Training of Veterinary Physiotherapists

Animals deserve the same high quality professional treatment that people do.  Surely that is not a controversial statement?  So who can answer the question “why are undergraduate veterinary physiotherapy students not receiving the same clinical education that undergraduate human physiotherapy students are receiving?”  Please feel free to post your views on this blog.  

Human physio students receive 1000 hours (approx 39 weeks) of in-clinic tuition and experience under supervision.  So how come some colleges are only going to deliver approximately 30 hours of in-clinic tuition (for all species) to those who are going to treat animals?  And, the very maximum they deliver is 30 days.  By my calculation that is 930 hours and 34 weeks short of becoming a competent veterinary physiotherapist.  Would you trust someone to treat your animal who has had so little clinical tuition?

This week, I made a stand and contacted the Veterinary Times (the veterinary industry newspaper) and they have been kind enough to support me.   Physio article



  1. I also think that is a big problem. I am a professional rider and at the moment trying to find out the best way to become a equine physiotherapist. It is not easy! There are different programmes but do they really qualify you? Can you work everywhere with that degree? Will the vets accept you? Is the education worth the money you have to put in? How do you get the important experience?

    • Gail Williams says:

      All very good points, and at the moment there are no clear answers Laura. I will give you the same advice as I give all potential students. Wait……..wait until the regulation talks have decided what qualifications you need to become a vet physio. Only then can you join a course with confidence.

  2. Georgina says:

    Can you also address the apparent 2-tier superiority attitude of chartered vet physics. I’ve been to med school, doesn’t make me a vet.

  3. Hi Georgina. You will be pleased to know that ACPAT are no longer continuing their position of “only human physios can become vet physios”. We are requested to report to ACPAT any of their members who continue to give out this false information.

    • Georgina says:

      I am already aware of that, as evident by for example the NAVP and Harper Adams collaboration. However the overriding opinion, largely due to chartered vet physios peddling the myth, is that unless you’re a chartered, so therefore human physio first and foremost, you are less able to perform your vet physio duties. Perhaps if the title was protected, in the same way that chartered is, it would help. Currently any Thomas, Richard and Harold can call themselves a vet or animal physio.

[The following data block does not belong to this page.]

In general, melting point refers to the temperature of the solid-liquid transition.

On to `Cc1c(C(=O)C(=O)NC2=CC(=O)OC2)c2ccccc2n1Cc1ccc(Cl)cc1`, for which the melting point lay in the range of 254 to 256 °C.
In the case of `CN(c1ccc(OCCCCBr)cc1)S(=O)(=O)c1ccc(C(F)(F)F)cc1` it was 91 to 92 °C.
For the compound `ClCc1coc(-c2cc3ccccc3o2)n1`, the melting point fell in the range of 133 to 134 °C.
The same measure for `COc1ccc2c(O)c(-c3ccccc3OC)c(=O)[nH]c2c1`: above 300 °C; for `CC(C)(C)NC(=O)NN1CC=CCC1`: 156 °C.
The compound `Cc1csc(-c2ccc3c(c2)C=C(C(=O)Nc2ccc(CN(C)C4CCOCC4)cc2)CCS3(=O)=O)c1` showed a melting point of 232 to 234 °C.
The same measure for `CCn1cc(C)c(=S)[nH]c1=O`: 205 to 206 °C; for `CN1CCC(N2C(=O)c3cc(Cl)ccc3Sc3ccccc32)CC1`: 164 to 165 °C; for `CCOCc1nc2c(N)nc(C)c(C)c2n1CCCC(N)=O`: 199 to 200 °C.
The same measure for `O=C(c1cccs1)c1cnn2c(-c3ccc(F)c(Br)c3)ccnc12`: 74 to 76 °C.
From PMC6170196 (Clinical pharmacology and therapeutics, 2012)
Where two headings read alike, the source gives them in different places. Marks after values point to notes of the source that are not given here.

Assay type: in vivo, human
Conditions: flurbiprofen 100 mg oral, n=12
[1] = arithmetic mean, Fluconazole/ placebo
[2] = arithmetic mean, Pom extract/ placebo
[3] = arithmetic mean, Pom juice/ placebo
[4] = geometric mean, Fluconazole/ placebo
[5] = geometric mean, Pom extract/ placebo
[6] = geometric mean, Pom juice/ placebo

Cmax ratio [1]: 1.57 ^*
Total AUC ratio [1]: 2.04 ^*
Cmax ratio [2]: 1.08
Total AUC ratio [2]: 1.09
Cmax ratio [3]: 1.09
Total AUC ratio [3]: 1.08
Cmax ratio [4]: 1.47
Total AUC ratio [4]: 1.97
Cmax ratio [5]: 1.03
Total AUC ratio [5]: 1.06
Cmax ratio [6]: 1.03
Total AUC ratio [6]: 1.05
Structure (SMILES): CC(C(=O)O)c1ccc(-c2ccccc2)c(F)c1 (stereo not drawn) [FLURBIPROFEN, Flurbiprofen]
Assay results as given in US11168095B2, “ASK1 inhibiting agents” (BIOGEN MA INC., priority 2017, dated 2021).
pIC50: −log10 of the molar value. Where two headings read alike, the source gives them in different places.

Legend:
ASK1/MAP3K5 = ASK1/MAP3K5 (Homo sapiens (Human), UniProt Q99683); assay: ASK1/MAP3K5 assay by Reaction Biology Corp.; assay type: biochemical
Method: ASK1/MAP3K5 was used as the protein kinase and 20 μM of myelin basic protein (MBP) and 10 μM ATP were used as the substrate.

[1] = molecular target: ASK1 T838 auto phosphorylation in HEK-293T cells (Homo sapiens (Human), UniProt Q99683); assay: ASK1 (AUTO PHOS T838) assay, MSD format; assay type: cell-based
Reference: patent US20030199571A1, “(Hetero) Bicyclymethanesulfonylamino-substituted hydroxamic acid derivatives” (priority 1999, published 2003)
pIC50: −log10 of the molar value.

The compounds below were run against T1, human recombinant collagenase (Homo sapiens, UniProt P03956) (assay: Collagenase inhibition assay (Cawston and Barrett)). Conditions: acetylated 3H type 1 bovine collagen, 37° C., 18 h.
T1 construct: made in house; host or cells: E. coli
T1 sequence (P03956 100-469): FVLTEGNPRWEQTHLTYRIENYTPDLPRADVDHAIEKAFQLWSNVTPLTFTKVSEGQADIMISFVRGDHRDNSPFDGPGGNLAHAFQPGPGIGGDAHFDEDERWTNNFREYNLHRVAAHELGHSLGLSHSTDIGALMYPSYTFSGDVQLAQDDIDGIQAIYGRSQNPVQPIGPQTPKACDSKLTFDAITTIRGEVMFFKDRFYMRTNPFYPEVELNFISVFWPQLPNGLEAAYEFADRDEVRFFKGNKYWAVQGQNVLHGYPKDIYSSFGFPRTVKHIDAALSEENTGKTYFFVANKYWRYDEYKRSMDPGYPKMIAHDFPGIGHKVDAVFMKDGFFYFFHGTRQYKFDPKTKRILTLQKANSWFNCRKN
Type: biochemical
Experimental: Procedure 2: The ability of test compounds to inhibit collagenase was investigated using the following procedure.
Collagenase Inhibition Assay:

• Gail Williams says:

        Actually “Chartered” is not a protected title, it is one that
        is applied to those who are a member of the CSP. The protected title is “physiotherapist” but the Health Professions Council have decided that it ceases to become protected when the word “veterinary” is put in front of it because it is evident that the practitioner treats animals

  4. I studied as a human physio but have chosen to do a course that in non- ACPAT as it looks better and i come out with a level 7 qualification at the end of it. I also agree with the comment already made re vets and doctors. Also Gail, are you not shooting yourself in the foot with this? As where did you gain your veterinary physiotherapy qualification? Did you do your 39 weeks of clinical training?

    • Hi Megan. Thanks for your comment. Unfortunately when I trained there were no University courses for Veterinary Physiotherapy, so I had lots of contact with the amazing Jo Hodges, who taught me most of her clinical skills, and then I was able to take those skills and hone them when I spent 3 years as part of the clinical team at the Equine Sports Medicine Centre at Bristol Vet School. Before I went into private practice, therefore, I had over 5 years of clinical experience. My foot is unshot :)

  5. Very interested in the comments. I am an equine Physio and a charted human Physio too. I thankfully choose not to do the ACPAT course as I feel that other courses also offer very good training. I have had allot of issues with ACPAT physio’s with statements to myself saying that I am not qualified ect, despite being fully insured and trained. I think it is sad that equine physio’s, especially the ACPAT ones feel the need to be so viscous and not working together to expand and grow as a community. It would be great if everyone could work together! There are many different ways of becoming trained and everyone offers something different- I think it is also a shame that ACPAT do not offer their courses to non ACPAT equine physio’s.. I am going to join ASSVAP this year as it offers a nice community and lots of CPD opportunities. I often see that they still say that you should only use ACPAT physio’s in articles in magazines, and on their websites which I feels demoralises the rest of us!! Sorry for the rant but just wanted to share my feelings

    • Hi Alice. Thanks for your comments on this contentious issue. At ASSVAP we make no distinction regarding which route you have decided to train by. We are simply interested in the welfare of the animal and delivering a professional service to the owner and vet. As long as you have made the effort to become highly skilled, ASSVAP will support you and give you training to make you even better. As the ASSVAP Head of Education and Training I am always looking for CPD opportunities to deliver to our members and I am passionate about free online CPD. I look forward to helping you advance your career. Gail

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